I woke up that morning feeling somewhat discouraged. I couldn’t place my finger on it exactly until I had the kids dressed and fed, husband sent off to work, and had the space to begin preparing my breakfast. As the bacon sizzled its tantalizing scent throughout the house, it hit my chest like a weight of bricks: I longed to return to the wide open road from which I had come just four weeks earlier.

My mom offered to drive me and my two girls (four and two at the time) out to her house in East Texas. So we had embarked on one of our many adventures together – driving from Los Angeles to Dallas with two kids and a mostly-in-order black Honda Accord. Most of my friends thought I was crazy but knew me better than to say anything.

Out of all our adventures together, this was by far among my top favorites. There was something about being in control of all my stops and starts, not worrying about being on a schedule. Just one goal in mind: to get to Mom’s house.

It was an endless drive. After a while, our minds habituated to the routine of watching the road signs for the next nearest town – did it have a gas station? How many miles until the next rest-stop? One exit didn’t even have a name – it was just Exit 29, 15 miles.

grayscale photo of road

Out there in the desert that stretches for thousands of miles, you begin to wonder why any living creature would settle in these dust bowls at all. But the towns were there.

London, West Texas was so far off the beaten path, there was no cell-service, and the rest room had a sign requesting no toilet paper be thrown in the toilet due to poor plumbing! Another, Alpine, Texas, had one main diner in town, complete with the waist-length gray-haired, mid-50’s waitress who wrote your order on a standard lined note-pad, and talked to you only from behind the bar next to your table. It felt like we were in a movie. But these were no imitations, no one was trying to put on a show to entertain us – they were just making a living, almost annoyed by our interruption in their day, there where they were literally hundreds of miles from the next nearest town or interstate.

Out in these desert towns, there was space to exist and no one to impress. People knew your face and name and favorite diner order almost immediately. No one was in a hurry, there was no place to go.

And it was out there in one of those desert towns that I met God in a silent storm.

Lightning had frequented our journey. We had seen it at night as we were driving over the border from Arizona to New Mexico. It greeted us as we crossed into Texas, where city lights faded, and a consuming darkness prevailed.

But this lightning was distinct. The clouds enveloped a hillside, rolling over it like a blanket, putting the dust to bed. When it lit up the sky, it exposed the fading pink from the setting sun still lining the clouds. Purple, pink, navy blue dark, the lightning grasped a moment for the eyes to behold before burying it back in the darkness. You couldn’t capture this beauty. I tried, though deep down I knew my attempts would be in vain no matter how many times I clicked my camera.

As I witnessed this sight, it struck me that it would have happened, whether had I been there to see it or not. God was not showcasing His glory just for me. He was doing what He always did – watering the desert with rain, feeding the soil and the desert life that depended on it, giving much-needed water to the creatures that called that particular hillside their home. He was very much alive and living and active, engaged in His world – for it was His creation to nurture. It was a privilege to be there – to witness this demonstration of His handiwork. And He would have done it even without me there to see it.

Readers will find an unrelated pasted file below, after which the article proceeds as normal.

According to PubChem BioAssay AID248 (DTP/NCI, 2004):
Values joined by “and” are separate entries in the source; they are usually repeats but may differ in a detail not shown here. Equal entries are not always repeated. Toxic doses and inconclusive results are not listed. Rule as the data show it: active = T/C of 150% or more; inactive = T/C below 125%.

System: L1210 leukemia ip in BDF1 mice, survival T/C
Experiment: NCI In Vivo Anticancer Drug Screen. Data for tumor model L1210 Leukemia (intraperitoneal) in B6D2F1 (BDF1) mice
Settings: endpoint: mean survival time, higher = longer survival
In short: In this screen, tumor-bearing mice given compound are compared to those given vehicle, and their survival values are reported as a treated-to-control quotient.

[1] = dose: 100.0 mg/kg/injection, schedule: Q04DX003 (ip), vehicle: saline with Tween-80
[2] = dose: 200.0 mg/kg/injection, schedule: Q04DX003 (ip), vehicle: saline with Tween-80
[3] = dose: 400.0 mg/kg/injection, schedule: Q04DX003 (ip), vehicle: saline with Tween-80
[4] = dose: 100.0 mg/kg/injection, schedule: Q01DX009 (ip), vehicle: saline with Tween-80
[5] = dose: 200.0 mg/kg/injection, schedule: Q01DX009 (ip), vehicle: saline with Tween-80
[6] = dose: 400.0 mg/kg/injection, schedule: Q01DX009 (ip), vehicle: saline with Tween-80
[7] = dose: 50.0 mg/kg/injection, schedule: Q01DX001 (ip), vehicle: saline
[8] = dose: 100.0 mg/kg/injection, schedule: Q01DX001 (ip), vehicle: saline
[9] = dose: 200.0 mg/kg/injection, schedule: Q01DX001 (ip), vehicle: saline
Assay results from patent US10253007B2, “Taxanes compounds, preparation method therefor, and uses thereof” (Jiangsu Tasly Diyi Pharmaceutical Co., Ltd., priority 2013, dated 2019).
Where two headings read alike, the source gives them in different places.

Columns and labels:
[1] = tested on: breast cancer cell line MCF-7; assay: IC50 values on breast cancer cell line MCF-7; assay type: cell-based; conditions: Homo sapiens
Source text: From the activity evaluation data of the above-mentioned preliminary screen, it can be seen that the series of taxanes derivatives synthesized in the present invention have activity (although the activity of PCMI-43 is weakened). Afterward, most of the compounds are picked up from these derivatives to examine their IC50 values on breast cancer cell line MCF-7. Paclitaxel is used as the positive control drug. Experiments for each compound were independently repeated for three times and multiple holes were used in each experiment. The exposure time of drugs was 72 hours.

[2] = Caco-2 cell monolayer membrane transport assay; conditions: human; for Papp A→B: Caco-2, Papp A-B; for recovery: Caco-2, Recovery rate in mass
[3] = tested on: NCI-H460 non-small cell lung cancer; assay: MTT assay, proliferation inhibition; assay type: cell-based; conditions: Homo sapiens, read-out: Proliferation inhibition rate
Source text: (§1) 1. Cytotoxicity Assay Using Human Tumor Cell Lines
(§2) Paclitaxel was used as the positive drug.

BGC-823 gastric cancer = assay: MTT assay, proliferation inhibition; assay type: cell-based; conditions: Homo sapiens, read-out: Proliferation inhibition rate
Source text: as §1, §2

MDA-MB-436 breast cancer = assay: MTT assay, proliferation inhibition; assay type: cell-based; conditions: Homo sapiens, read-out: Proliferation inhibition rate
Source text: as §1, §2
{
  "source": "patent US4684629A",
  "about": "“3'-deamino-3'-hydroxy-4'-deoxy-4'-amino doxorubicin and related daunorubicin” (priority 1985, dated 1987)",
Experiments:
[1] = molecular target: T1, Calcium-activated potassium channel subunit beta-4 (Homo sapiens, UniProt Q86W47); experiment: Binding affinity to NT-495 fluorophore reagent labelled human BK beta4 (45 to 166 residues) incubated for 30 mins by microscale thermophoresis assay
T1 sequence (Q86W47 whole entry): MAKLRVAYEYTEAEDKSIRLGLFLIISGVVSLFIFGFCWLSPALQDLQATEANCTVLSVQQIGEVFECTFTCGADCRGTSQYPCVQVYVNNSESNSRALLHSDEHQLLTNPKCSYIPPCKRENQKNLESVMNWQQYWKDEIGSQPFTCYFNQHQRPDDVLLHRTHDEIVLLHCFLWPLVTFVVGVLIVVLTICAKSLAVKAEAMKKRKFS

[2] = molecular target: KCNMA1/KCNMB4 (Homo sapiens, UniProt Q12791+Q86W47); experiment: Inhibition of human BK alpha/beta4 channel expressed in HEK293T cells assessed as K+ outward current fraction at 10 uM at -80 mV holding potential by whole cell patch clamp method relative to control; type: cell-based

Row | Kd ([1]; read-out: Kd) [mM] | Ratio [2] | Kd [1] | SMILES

It put me in my place, seeing that lightning storm in that desert. I am small; He is not. All the worries on my heart just fell to pieces as I beheld this small glimpse of His greatness and goodness.

I worshipped.

A worship that transformed me.

I feared Him and yet had to keep beholding Him.

These are heart-postures I throw all my energies to attain to during my normal life, and yet, there I was, in that desert-town, encountering a taste of God’s glory, when all I had been doing was walking back from dinner at the diner to my bed in our hotel. I hadn’t been looking for Him, but He was there all the same, whether I cared to stop and behold or not.

This is a taste of Eden and the promise she yet holds for us: to behold God without effort. To see Him for who He is, without striving. To fear Him and yet desire Him because of His beauty and glory.

This is what Adam and Eve lost us when they betrayed Him in the garden so very long ago. The sweet ease of communion with God, not belabored by distance, time, misunderstanding and lack of faith, nor the clutter of sin that so utterly clouds our vision.

Scripture says that some day, when Jesus returns, we will see Him as He is – and what is more, we will become like Him.

Oh how my heart yearns to be heavenward. To the leave the dust of this earth behind and behold Him always and forever.

But linger though I may beneath that darkened sky, I must soon return to my bedside for a night’s sleep before the sun rises again on another day. And what lingers on in my heart instead is that fragrance of heaven I caught in the glimpse of the skies, the night I met God in the desert.